Milwaukee Brewers Top 5 Minor League Trade Chips

MILWAUKEE, WI - APRIL 21: General manager David Stearns of the Milwaukee Brewers talks on the phone before the game against the Miami Marlins at Miller Park on April 21, 2018 in Milwaukee, Wisconsin. (Dylan Buell/Getty Images) *** Local Caption *** David Stearns
MILWAUKEE, WI - APRIL 21: General manager David Stearns of the Milwaukee Brewers talks on the phone before the game against the Miami Marlins at Miller Park on April 21, 2018 in Milwaukee, Wisconsin. (Dylan Buell/Getty Images) *** Local Caption *** David Stearns /
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MILWAUKEE, WI – APRIL 21: General manager David Stearns of the Milwaukee Brewers talks on the phone before the game against the Miami Marlins at Miller Park on April 21, 2018 in Milwaukee, Wisconsin. (Dylan Buell/Getty Images) *** Local Caption *** David Stearns /

The Milwaukee Brewers farm system is getting better year by year as the depth and quality of the minor leagues has grown. With the Brewers being perennial playoff contenders, they tend to continually trade away from this talent pool rather than add to it via trade.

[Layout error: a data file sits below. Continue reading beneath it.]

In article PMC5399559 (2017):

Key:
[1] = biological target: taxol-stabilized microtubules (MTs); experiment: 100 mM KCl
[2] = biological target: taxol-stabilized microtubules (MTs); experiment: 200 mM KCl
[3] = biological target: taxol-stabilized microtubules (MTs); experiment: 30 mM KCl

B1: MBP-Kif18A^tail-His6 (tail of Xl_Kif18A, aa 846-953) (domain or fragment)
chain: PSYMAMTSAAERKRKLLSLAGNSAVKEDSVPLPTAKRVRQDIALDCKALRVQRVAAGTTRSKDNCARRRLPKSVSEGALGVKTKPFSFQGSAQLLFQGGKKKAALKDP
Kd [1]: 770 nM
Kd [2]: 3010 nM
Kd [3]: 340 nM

Brewers president David Stearns made another such trade just minutes prior to MLB’s lockout, sending two solid minor league prospects in David Hamilton and Alex Binelas to the Red Sox along with Jackie Bradley Jr.in exchange for Hunter Renfroe.

With Milwaukee still looking to improve it’s big league roster, trading from the minor league depth makes some sense.

Once the lockout and transaction freeze ends, they’ll be able to do so again. If they do, who are the Brewers’ biggest minor league trade chips?

Brewers minor league trade chip #5: OF Corey Ray

The trade stock for Corey Ray has certainly fallen in recent years. Ray, the 5th overall pick in the 2016 MLB Draft was supposed to be the crown jewel of the Brewers rebuild in the David Stearns era. They started him out with an aggressive assignment to High-A out of the gate.

A college performer, Ray was slated to move quickly through the minor league system. A mixture of injuries and poor performance have slowed his progression. Ray is still as talented as ever, but continual injuries haven’t allowed him to reach his full potential.

With the way the Brewers outfield is constructed and the bevy of outfield prospects, especially centerfielders, coming through the pipeline who are performing well, don’t have injury concerns, and are catching up to Ray’s level, Ray’s future doesn’t look like it’ll be in Milwaukee.

He was called up for a quick cup of coffee early in 2021, but once he was sent back to Triple-A, injuries struck again and he wasn’t brought back up the rest of the season.

When healthy in 2021, Ray performed well. In 146 ABs, Ray hit .274 with an .825 OPS and six homers.

At 27 years old, Ray is suffering from some prospect fatigue. If the Brewers are to trade him, the team getting Ray is going to be betting that a change of scenery, and perhaps an open big league opportunity, will help him stay on track. Ray may need to prove he’s healthy first, though.

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